Love Letters to Books from a Librarian
Book Buzz is a blog produced in collaboration with neighborhood librarians from Houston Public Library, Harris County Public Library and the Bellaire Library.
Dear Reader, I graduated. On May 12, 2018 I walked across the stage at Texas Woman’s University and accepted my diploma (okay, actually, a piece of paper stating my diploma would be mailed to me at a later date) that declared me a real live degreed librarian! In celebration of this accomplishment, I take inspiration from the fabulous book Dear Fahrenheit 451: Love and Heartbreak in the Stacks: A Librarian's Love Letters and Breakup Notes to the Books in Her Life by Annie Spence and celebrate some of the titles that for better or worse set me on the path to librarianship and proud bookworm-ness (bookwormery?):
Dear Ramona Quimby,
Ramona the Pest was the first chapter book I ever read - or at least the one I have the clearest memory of at the age of seven. I grew up with you, Ramona. I cheered as you matured from the tag along little sister to your own person with likes and interests and a very distinct personality. You weren’t perfect. You had ordinary stick straight brown hair (like my own) instead of golden curls. You liked mud puddles and worms. You mispronounced words. You sometimes fought with your family and best friend. You were a terrible speller. You had imagination. You were a revelation.
If this is a love letter to you, it’s also a thank you to your creator Beverly Cleary - who had the simple but profound desire to write books for ordinary children, the sort of boys and girls she saw everyday working as a children’s librarian in Yakima, Washington. Mrs. Cleary, you gave such respect to the inner lives of children. You never talked down to them. You never mocked them. You understood all the little hurts and injustices, arbitrarily being told we’re too young for something, a classmate who copies our work, being worried about finances or when our parents fight. As of this writing, you are still going strong at the age of 102 and I’m convinced that your long life is owed to the fact that you never forgot what it meant to be a child.
Thank you and much love to you as well as Ramona, Beezus, Henry Huggins, Ralph S. Mouse and all your other creations.
Dear Babysitters Club series,
For a while, you were my world. I gorged on your books. I was a veritable encyclopedia of character facts and plot details (weirdly enough all these years later I still retain this information but can never remember my passwords for work.) But . . . I outgrew you. My mother, also a librarian, objected to my addiction to what were essentially the literary equivalent of potato chips but would of course never censor my reading material. So, the compromise she devised was that for every BSC book I read I had to also read one "real" book and discuss it with her. The heady combination of being exposed to classic literature and one-on-one time with mom where my opinions on books was given weight and value did the trick. I’m sorry but, after reading Jane Eyre your charms began to wane. It didn’t help that when I turned 13 myself and I wasn’t suddenly running my own business, solving mysteries, getting glamorous makeovers or jaunting off to New York City that I came to the reluctant realization that maybe, just maybe, your premise was a tad bit unrealistic. I may have left you behind as part of my childhood but, we’ll always have Stoneybrook.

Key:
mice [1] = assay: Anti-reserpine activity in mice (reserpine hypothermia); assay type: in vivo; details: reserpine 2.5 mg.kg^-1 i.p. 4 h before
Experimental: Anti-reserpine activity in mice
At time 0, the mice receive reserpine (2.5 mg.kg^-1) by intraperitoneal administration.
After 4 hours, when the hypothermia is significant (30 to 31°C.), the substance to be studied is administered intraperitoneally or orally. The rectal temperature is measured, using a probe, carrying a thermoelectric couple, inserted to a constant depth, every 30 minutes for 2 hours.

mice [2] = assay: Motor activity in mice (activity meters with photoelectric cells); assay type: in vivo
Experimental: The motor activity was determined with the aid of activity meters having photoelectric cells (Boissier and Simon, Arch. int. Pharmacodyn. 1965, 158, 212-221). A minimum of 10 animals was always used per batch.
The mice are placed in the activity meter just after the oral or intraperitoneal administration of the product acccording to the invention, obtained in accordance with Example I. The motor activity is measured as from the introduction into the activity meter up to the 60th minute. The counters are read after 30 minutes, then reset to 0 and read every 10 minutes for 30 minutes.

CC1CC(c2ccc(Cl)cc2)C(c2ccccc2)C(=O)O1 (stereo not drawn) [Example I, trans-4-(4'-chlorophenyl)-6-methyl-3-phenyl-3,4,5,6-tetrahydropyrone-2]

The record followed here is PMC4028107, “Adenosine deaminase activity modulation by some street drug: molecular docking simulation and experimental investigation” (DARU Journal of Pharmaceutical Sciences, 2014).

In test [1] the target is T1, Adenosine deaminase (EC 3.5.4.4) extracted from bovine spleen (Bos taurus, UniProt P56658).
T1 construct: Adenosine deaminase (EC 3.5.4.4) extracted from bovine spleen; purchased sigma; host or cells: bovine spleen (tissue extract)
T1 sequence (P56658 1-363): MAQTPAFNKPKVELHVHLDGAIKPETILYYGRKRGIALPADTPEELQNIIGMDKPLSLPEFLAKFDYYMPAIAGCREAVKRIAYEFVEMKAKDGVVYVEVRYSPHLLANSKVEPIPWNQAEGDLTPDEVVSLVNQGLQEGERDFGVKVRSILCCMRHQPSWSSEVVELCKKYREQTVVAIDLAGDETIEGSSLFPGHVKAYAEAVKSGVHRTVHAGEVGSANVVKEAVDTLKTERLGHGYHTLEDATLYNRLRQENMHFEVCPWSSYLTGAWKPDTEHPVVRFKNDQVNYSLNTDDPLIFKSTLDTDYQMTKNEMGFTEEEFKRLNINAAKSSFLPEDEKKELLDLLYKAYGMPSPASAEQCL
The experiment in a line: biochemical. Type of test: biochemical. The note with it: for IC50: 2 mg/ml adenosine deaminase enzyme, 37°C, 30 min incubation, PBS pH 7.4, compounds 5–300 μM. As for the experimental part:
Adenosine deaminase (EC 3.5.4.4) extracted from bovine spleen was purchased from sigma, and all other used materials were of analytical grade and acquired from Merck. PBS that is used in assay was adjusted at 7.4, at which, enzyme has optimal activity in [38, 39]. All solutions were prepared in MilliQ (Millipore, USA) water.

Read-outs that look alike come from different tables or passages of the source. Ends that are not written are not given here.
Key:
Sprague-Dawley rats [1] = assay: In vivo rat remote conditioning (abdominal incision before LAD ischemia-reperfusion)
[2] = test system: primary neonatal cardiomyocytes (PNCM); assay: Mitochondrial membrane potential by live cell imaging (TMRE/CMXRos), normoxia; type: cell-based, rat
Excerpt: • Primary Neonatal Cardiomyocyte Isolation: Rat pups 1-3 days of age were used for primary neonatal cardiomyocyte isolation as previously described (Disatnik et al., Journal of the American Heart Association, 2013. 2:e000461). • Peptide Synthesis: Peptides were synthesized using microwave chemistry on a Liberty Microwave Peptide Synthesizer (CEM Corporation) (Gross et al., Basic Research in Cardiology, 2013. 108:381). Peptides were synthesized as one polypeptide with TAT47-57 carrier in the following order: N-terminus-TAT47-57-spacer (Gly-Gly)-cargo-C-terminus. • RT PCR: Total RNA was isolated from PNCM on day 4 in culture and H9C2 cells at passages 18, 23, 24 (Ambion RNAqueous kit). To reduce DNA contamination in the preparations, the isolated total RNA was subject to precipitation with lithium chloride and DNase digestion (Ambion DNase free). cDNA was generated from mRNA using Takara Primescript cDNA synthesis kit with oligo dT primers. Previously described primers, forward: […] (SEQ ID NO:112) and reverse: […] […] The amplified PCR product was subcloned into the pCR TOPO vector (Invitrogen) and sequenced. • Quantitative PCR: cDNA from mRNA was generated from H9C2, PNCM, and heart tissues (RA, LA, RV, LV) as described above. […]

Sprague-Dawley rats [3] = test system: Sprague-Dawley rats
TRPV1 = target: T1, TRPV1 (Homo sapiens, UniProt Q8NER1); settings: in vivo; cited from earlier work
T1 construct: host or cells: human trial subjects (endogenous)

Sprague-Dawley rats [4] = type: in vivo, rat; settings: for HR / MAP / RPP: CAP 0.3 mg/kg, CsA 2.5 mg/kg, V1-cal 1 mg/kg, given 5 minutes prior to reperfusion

Dear Edith Hamilton,
Fifth grade. There it was, at a Scholastic book fair: Mythology: Timeless Tales of Gods and Heroes. Plain black cover with two Greek statues cast in shadow, a black and white author’s photo of a regal grey-haired lady who gazed down at you imperiously as if to say "Buy me or not, I don’t need your approval." How did you even end up there, mixed in among the Boxcar Children and Wayside Stories? Maybe you were waiting for me. Maybe we were kismet. I took a chance and thus, my love affair with mythology was born. Your book wasn’t the cleaned up for the kiddos sanitized versions of the myths I’d read before. It had all the bloodshed, betrayal and general bad behavior of the gods and goddesses and I ate it up. You weren’t a traditional Classics scholar. Your background was as a teacher (the best kind of teacher who has obvious passion for the topic) and it showed. You wrote in clear language and put things into a broader context with discussion on the sources you used and why a particular translation was the best - which then led me to the likes of Ovid, Homer and Sophocles. I became a Classics major in college and comparing notes with many of my nerdy compatriots, I discovered that you were the gateway for many of us.
Thanks for connecting me to something timeless and for all the Jeopardy categories I’ve been able to sweep because of you.
On the lookout for a book that will inspire (hopefully positive) strong feelings and change your life? Don’t know where to start? Ask your friendly librarian!
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